Distance from Riga 184 km. Population 44,085.
The first settlement on the site of Ventspils was founded back in the 10th century. It was officially designated a city in 1378. There is evidence that Y. Kaufman Lipshitz who arrived from Prague in the late 18th century, was the first Jew in Ventspils. Other Jewish settlers came to Ventspils from the surrounding villages, the neighbouring town of Piltene, from Prussia and Lithuania. However, they obtained the status of legal residents only in 1795, when Courland became a part of Russian Empire. 485 Jews lived in the city and its suburbs in 1835. Some 5,000 Jews who lived in Ventspils just before WWI, made up 19% of its population. A synagogue, several private minyans, and hospital Bikur Holim were opened in the city.
The Ventspils Jews, sharing the fate of the majority of their fellows in Courland, were deported into the midlands of Russia in 1915. After the WWI, the Jewish community of Ventspils was re-established and by 1920, it had 863 members, making up 11% of the whole population of the city. By 1935 among 15,671 residents of Ventspils 1,246 were Jewish. As well as religious educational institutions, a public school for the Jewish boys, taught in Russian, was opened prior to the WWI. The majority of Jewish children of Ventspils attended local secular schools. During the period of the independent Latvian Republic, the City council opened the Jewish primary school and the Jewish community opened the secondary school. The lessons in both schools were conducted in Russian and German. both schools were conducted in Russian and German. The majority of Ventspils Jews were involved in a variety of businesses. They played a meaningful role in the economy of the city, especially in the timber, grain and leather trading.
After Latvia became a part of a former Soviet Union in 1940, the businesses were nationalized, and their former owners were deported. Almost 1/5 of the Latvian citizens exiled from Ventspils were Jewish.
The Nazi troops occupied Ventspils n the 1st of July 1941, at which time about 1,000 Jews were present in town. In the mid-July all the Jews were ordered to gather in the synagogue and in several other buildings at Kuģinieku, Ostas and Tirgoņu streets near the river. During three days of the third week of the Nazi occupation several hundreds Jewish men were shot in the same place. The elderly women and the children were kept prisoner in the synagogue. On the 3rd and the 17th of October 1941, all 533 of them were shot dead in Kaziņu forest.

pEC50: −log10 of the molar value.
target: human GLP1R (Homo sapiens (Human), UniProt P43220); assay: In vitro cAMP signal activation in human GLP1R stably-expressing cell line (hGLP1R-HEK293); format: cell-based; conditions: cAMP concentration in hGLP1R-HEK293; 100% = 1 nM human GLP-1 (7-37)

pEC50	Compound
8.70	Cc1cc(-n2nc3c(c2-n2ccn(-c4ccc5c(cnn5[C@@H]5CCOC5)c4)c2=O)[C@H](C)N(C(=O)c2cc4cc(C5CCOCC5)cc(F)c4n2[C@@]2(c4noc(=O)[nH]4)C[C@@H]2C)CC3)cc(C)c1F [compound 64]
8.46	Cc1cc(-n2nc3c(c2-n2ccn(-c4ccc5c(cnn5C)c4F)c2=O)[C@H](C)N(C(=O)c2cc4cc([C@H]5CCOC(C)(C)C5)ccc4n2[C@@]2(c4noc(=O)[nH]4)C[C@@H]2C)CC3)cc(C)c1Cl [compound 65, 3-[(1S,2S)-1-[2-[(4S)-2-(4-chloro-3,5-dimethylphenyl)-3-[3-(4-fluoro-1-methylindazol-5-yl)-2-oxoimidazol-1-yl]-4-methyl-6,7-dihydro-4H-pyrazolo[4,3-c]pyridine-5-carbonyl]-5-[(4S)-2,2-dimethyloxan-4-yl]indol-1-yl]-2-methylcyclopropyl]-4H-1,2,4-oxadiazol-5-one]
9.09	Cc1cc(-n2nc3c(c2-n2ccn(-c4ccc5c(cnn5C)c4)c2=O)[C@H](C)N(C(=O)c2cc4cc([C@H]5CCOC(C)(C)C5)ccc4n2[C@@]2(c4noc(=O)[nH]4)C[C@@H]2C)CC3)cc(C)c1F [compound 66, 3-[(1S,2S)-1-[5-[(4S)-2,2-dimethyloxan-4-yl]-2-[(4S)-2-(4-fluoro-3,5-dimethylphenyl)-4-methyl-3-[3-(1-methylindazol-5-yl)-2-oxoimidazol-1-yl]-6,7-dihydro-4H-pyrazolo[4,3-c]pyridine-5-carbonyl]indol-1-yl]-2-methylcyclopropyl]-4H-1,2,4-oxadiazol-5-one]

The Jewish community of Ventspils was revived in the late 1980s. At present the city Jewish community consists of 50 members.
Synagogue, Sinagogas, 9. The Summer Synagogue, build in 1856, was reconstructed in 1930s. Its building is currently not in use.
Jewish Community and School Building, Užavas, 8. It ventured public Yiddish primary school and secondary school, taught in German and, since 1934 – in Hebrew. The latter one was funded by the local Jewish community. The building currently ventures the offices of the regional Government organizations and the local newspaper.
Building, which during 1930s ventured the offices of the Jewish youth organization “Herzylia,” Pils, 40.
Cemetery, Saules St, in the forest. It was opened in 1831. In the same year, the Chevra Kadisha started functioning. The last few burials took place here shortly before the WWII.
Kaziņu Forest, end of Vasarnīcas St, on the left-hand side of the road. This is the spot of the mass execution of the Ventspils Jews in October 1941.